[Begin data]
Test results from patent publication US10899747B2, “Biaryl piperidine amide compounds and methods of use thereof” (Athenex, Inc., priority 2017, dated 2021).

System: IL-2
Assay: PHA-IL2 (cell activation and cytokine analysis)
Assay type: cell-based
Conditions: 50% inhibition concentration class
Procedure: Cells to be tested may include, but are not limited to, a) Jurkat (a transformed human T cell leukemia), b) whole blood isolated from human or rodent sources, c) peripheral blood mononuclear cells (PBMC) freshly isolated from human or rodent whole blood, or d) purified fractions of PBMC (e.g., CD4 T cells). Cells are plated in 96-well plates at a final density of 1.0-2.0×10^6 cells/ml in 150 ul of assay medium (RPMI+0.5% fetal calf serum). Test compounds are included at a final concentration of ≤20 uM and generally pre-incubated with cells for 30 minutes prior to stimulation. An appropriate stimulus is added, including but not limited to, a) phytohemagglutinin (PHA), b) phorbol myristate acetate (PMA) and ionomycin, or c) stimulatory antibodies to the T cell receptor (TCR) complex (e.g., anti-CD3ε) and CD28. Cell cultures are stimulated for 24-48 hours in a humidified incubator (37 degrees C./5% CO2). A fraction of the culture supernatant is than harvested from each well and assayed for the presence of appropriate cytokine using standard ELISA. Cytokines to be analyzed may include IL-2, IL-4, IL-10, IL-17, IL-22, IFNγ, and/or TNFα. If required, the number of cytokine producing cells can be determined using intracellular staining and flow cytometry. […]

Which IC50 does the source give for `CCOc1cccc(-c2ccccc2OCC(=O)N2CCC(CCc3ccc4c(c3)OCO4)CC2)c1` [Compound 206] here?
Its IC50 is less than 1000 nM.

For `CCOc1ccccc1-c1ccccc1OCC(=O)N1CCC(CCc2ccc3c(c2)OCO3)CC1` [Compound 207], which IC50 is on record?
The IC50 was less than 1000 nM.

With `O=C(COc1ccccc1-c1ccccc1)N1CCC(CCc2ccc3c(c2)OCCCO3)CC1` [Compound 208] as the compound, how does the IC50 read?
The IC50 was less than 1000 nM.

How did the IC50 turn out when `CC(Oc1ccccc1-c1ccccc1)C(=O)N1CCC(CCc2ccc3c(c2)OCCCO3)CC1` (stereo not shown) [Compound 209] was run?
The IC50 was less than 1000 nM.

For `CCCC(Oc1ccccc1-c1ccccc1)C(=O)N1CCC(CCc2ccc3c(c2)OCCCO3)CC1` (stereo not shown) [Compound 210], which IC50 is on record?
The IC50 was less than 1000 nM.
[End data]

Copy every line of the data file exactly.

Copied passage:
Test results from patent publication US10899747B2, “Biaryl piperidine amide compounds and methods of use thereof” (Athenex, Inc., priority 2017, dated 2021).

System: IL-2
Assay: PHA-IL2 (cell activation and cytokine analysis)
Assay type: cell-based
Conditions: 50% inhibition concentration class
Procedure: Cells to be tested may include, but are not limited to, a) Jurkat (a transformed human T cell leukemia), b) whole blood isolated from human or rodent sources, c) peripheral blood mononuclear cells (PBMC) freshly isolated from human or rodent whole blood, or d) purified fractions of PBMC (e.g., CD4 T cells). Cells are plated in 96-well plates at a final density of 1.0-2.0×10^6 cells/ml in 150 ul of assay medium (RPMI+0.5% fetal calf serum). Test compounds are included at a final concentration of ≤20 uM and generally pre-incubated with cells for 30 minutes prior to stimulation. An appropriate stimulus is added, including but not limited to, a) phytohemagglutinin (PHA), b) phorbol myristate acetate (PMA) and ionomycin, or c) stimulatory antibodies to the T cell receptor (TCR) complex (e.g., anti-CD3ε) and CD28. Cell cultures are stimulated for 24-48 hours in a humidified incubator (37 degrees C./5% CO2). A fraction of the culture supernatant is than harvested from each well and assayed for the presence of appropriate cytokine using standard ELISA. Cytokines to be analyzed may include IL-2, IL-4, IL-10, IL-17, IL-22, IFNγ, and/or TNFα. If required, the number of cytokine producing cells can be determined using intracellular staining and flow cytometry. […]

Which IC50 does the source give for `CCOc1cccc(-c2ccccc2OCC(=O)N2CCC(CCc3ccc4c(c3)OCO4)CC2)c1` [Compound 206] here?
Its IC50 is less than 1000 nM.

For `CCOc1ccccc1-c1ccccc1OCC(=O)N1CCC(CCc2ccc3c(c2)OCO3)CC1` [Compound 207], which IC50 is on record?
The IC50 was less than 1000 nM.

With `O=C(COc1ccccc1-c1ccccc1)N1CCC(CCc2ccc3c(c2)OCCCO3)CC1` [Compound 208] as the compound, how does the IC50 read?
The IC50 was less than 1000 nM.

How did the IC50 turn out when `CC(Oc1ccccc1-c1ccccc1)C(=O)N1CCC(CCc2ccc3c(c2)OCCCO3)CC1` (stereo not shown) [Compound 209] was run?
The IC50 was less than 1000 nM.

For `CCCC(Oc1ccccc1-c1ccccc1)C(=O)N1CCC(CCc2ccc3c(c2)OCCCO3)CC1` (stereo not shown) [Compound 210], which IC50 is on record?
The IC50 was less than 1000 nM.